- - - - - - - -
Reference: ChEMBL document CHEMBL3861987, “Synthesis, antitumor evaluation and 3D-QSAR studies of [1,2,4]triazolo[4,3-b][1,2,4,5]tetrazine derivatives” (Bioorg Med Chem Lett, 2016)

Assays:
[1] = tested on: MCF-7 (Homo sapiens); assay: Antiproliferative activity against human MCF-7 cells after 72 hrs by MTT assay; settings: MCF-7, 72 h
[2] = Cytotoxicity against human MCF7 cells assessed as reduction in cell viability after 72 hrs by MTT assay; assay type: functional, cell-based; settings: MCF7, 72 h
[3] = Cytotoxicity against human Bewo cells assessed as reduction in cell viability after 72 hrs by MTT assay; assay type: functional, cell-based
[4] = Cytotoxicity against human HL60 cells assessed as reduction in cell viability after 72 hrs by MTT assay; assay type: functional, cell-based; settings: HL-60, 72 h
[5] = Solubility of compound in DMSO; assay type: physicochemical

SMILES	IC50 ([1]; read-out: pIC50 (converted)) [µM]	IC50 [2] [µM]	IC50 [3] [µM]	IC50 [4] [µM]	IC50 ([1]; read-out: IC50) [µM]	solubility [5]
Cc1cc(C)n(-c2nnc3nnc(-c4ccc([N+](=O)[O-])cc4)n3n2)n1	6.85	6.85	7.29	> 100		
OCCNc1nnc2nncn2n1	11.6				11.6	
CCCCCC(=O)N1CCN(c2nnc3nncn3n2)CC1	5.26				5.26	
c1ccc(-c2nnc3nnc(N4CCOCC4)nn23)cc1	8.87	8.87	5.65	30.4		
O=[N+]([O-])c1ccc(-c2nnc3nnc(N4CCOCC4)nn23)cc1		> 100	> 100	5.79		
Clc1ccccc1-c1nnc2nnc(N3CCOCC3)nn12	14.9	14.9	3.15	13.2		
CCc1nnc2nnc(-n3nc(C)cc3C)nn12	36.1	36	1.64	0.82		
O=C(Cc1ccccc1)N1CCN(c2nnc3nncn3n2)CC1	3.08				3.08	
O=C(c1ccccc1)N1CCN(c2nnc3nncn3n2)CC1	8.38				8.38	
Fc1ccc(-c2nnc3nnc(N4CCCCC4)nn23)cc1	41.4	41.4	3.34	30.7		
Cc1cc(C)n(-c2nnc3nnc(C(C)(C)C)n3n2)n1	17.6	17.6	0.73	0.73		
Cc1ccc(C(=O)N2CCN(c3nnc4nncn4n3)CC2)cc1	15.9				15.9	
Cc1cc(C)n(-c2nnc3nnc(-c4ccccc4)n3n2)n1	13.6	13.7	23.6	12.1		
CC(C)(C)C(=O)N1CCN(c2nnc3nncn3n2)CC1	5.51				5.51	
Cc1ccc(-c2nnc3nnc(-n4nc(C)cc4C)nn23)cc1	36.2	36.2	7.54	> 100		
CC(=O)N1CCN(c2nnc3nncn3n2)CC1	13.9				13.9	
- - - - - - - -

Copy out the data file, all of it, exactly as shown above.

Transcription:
Reference: ChEMBL document CHEMBL3861987, “Synthesis, antitumor evaluation and 3D-QSAR studies of [1,2,4]triazolo[4,3-b][1,2,4,5]tetrazine derivatives” (Bioorg Med Chem Lett, 2016)

Assays:
[1] = tested on: MCF-7 (Homo sapiens); assay: Antiproliferative activity against human MCF-7 cells after 72 hrs by MTT assay; settings: MCF-7, 72 h
[2] = Cytotoxicity against human MCF7 cells assessed as reduction in cell viability after 72 hrs by MTT assay; assay type: functional, cell-based; settings: MCF7, 72 h
[3] = Cytotoxicity against human Bewo cells assessed as reduction in cell viability after 72 hrs by MTT assay; assay type: functional, cell-based
[4] = Cytotoxicity against human HL60 cells assessed as reduction in cell viability after 72 hrs by MTT assay; assay type: functional, cell-based; settings: HL-60, 72 h
[5] = Solubility of compound in DMSO; assay type: physicochemical

SMILES	IC50 ([1]; read-out: pIC50 (converted)) [µM]	IC50 [2] [µM]	IC50 [3] [µM]	IC50 [4] [µM]	IC50 ([1]; read-out: IC50) [µM]	solubility [5]
Cc1cc(C)n(-c2nnc3nnc(-c4ccc([N+](=O)[O-])cc4)n3n2)n1	6.85	6.85	7.29	> 100		
OCCNc1nnc2nncn2n1	11.6				11.6	
CCCCCC(=O)N1CCN(c2nnc3nncn3n2)CC1	5.26				5.26	
c1ccc(-c2nnc3nnc(N4CCOCC4)nn23)cc1	8.87	8.87	5.65	30.4		
O=[N+]([O-])c1ccc(-c2nnc3nnc(N4CCOCC4)nn23)cc1		> 100	> 100	5.79		
Clc1ccccc1-c1nnc2nnc(N3CCOCC3)nn12	14.9	14.9	3.15	13.2		
CCc1nnc2nnc(-n3nc(C)cc3C)nn12	36.1	36	1.64	0.82		
O=C(Cc1ccccc1)N1CCN(c2nnc3nncn3n2)CC1	3.08				3.08	
O=C(c1ccccc1)N1CCN(c2nnc3nncn3n2)CC1	8.38				8.38	
Fc1ccc(-c2nnc3nnc(N4CCCCC4)nn23)cc1	41.4	41.4	3.34	30.7		
Cc1cc(C)n(-c2nnc3nnc(C(C)(C)C)n3n2)n1	17.6	17.6	0.73	0.73		
Cc1ccc(C(=O)N2CCN(c3nnc4nncn4n3)CC2)cc1	15.9				15.9	
Cc1cc(C)n(-c2nnc3nnc(-c4ccccc4)n3n2)n1	13.6	13.7	23.6	12.1		
CC(C)(C)C(=O)N1CCN(c2nnc3nncn3n2)CC1	5.51				5.51	
Cc1ccc(-c2nnc3nnc(-n4nc(C)cc4C)nn23)cc1	36.2	36.2	7.54	> 100		
CC(=O)N1CCN(c2nnc3nncn3n2)CC1	13.9				13.9	